It was not supposed to be this way. The script was for “Remain” to win with a narrow majority; the high “Leave” vote merely giving the European Union a bloody nose as a wake-up call against further political integration. But five hours after the polls closed something went wrong.
The BBC called the referendum for “Leave.” We all watched open mouthed and agog as Nigel Farage gave a spluttering, incredulous victory speech. Reality blended with fantasy, the world spun off its axis, the pound went into a nosedive, the prime minister resigned, and all hell broke loose.
We then embarked on the five stages of grief. First, Denial: MPs urged parliament to simply reject the result – democracy, the argument went, can be overrated. Then, Anger: there were furious (but pointless) street protests by “Remain” voters in London, and some “Leavers” also angrily expressed buyers’ remorse. Then, Bargaining: A petition, calling to retrospectively require at least 60 percent of the vote for “Leave” to win, collected 4 million signatures. (Encouraged by this reasoning, angry England football fans were later to demand a rerun of the match against Iceland, with England this time given a two-goal head start.) Then, Depression: Some have compared the outpouring of despair in the U.K. to the death of Diana.
At the time of writing we have yet to see the first glimmers of Acceptance.
In the week that followed the vote, we heard all the political clichés – but then a week is a long time in politics. The Queen responded to the chaos by evoking the famous wartime morale boosting poster, urging politicians to keep “calm.” David Cameron smiled wryly with a nod to Enoch Powell as he uttered his last words before resigning – “All political lives end in failure.”
Having brought him down, Boris Johnson surely reflected on the maxim that “he who wields the dagger shall never wear the Crown.” Johnson was himself to be stabbed in the back later in the week by his campaign manager, Michael Gove. “Et tu, Michael! Then fall, Boris.”
The fear in the U.K. after the vote has been palpable. But much of this fear has been exacerbated by the febrile atmosphere that was allowed to grip the country before the vote, and the vacuum in leadership that followed.
The Brexit vote arose from a perfect storm within the incumbent Conservative party, between its Euro-friendly MPs and Eurosceptic members. Cameron included the promise of this referendum in the last Conservative Manifesto to stop conservatives from voting for UKIP and to finally lance this boil that had been festering in his party since Thatcher was deposed in 1990. He gambled, and lost – big time.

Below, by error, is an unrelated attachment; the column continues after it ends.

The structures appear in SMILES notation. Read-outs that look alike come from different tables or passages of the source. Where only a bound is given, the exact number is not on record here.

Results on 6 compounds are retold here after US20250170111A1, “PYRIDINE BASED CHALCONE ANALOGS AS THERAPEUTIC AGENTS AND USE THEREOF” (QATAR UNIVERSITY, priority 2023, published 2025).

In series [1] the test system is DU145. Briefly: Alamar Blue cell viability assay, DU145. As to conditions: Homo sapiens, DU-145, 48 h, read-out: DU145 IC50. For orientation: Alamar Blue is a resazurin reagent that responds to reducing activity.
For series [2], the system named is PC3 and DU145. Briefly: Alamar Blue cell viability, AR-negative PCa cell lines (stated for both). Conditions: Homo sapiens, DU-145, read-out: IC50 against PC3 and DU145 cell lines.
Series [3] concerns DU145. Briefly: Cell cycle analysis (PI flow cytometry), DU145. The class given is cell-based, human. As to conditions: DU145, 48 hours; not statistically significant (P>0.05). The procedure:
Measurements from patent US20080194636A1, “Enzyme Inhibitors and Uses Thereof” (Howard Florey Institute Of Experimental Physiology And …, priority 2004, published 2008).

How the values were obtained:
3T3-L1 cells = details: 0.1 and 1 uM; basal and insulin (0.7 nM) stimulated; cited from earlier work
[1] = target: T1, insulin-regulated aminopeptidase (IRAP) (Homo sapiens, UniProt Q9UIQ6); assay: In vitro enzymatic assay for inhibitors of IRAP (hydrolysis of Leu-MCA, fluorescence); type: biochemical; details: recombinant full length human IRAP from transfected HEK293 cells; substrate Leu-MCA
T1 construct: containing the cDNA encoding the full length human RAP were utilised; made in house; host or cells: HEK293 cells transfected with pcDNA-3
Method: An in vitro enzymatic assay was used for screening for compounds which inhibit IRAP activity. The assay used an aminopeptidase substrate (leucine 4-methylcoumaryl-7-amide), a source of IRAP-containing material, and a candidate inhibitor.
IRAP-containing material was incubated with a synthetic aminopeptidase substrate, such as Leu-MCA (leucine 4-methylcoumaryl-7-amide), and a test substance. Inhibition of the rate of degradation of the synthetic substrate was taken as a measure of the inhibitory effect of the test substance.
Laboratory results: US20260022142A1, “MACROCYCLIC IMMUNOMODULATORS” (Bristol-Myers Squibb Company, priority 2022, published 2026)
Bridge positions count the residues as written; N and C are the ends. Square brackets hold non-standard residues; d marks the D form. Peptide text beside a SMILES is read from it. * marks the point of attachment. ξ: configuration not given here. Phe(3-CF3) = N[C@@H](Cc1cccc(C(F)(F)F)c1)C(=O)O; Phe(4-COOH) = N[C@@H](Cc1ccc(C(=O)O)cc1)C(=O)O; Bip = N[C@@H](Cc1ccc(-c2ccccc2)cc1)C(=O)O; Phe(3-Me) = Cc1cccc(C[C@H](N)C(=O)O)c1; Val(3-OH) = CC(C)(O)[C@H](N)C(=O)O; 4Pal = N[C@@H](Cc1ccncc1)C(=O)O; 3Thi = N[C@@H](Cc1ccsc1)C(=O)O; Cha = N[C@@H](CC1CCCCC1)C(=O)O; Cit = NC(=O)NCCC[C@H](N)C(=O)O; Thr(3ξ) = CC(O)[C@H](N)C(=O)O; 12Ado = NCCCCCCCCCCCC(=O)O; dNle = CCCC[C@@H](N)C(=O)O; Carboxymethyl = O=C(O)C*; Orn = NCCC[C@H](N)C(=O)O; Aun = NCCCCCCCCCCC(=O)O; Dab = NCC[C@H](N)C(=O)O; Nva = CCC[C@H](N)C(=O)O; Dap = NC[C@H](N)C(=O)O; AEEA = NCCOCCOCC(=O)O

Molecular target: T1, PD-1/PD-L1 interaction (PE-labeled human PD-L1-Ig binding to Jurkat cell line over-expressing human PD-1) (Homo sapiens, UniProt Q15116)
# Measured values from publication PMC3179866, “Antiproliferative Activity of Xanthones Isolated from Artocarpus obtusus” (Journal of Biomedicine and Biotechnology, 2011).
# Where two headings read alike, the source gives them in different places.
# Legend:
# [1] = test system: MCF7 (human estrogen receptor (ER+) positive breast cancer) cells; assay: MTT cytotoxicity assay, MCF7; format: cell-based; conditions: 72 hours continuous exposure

So who is next?
Conservative Theresa May has played her hand brilliantly. It was a surprise that such a well-known Eurosceptic backed the “Remain” campaign – but this was all positioning. May was completely anonymous during the campaign, but can now present herself as the unity candidate. May will not have it all her own way though – at the time of writing, Andrea Leadsom has emerged as her leading opponent.
The MPs’ top two candidates will go forward to the members to decide, and although May is well-known and regarded, Leadsom will play well with members due to her true blue, right-wing “Brexiteer” credentials. It is looking likely that Britain will have another female prime minister shortly.
For the official opposition Labour Party, it is all about survival – the crisis was described by deputy leader Tom Watson as “existential.” The historic divide here is between Labour MPs (who are actually interested in winning elections), and their navel-gazing socialist party members led by opposition leader Jeremy Corbyn. In the days following the Brexit result, 20 shadow Cabinet members left their posts and Labour MPs voted overwhelmingly that they had no confidence in Corbyn.
Corbyn maintains the support of the party members and has said he will not resign. MP Angela Eagle may challenge him, but nobody else will join the fray if Corbyn remains on the ballot paper, for fear of splitting the vote against him. Dan Jarvis, the charismatic, ex-paratrooper who would no doubt win votes from the Tories, and give Labour a fighting chance at the next general election, will probably not get a look in.
If it is uncertain what all this means for Britain, it is frankly anyone’s guess what it means for the Cayman Islands. Caymanians may not so easily use their British Overseas Territories passports to live and work in the EU. A deregulated City of London may be a stiffer competitor for offshore business, but then again, Cayman may no longer have to fear disclosure obligations being imposed at the EU level.
Only one thing is clear, this rollercoaster ride is not yet over – so keep your seatbelts fastened!
Nicholas Dixey is a local attorney.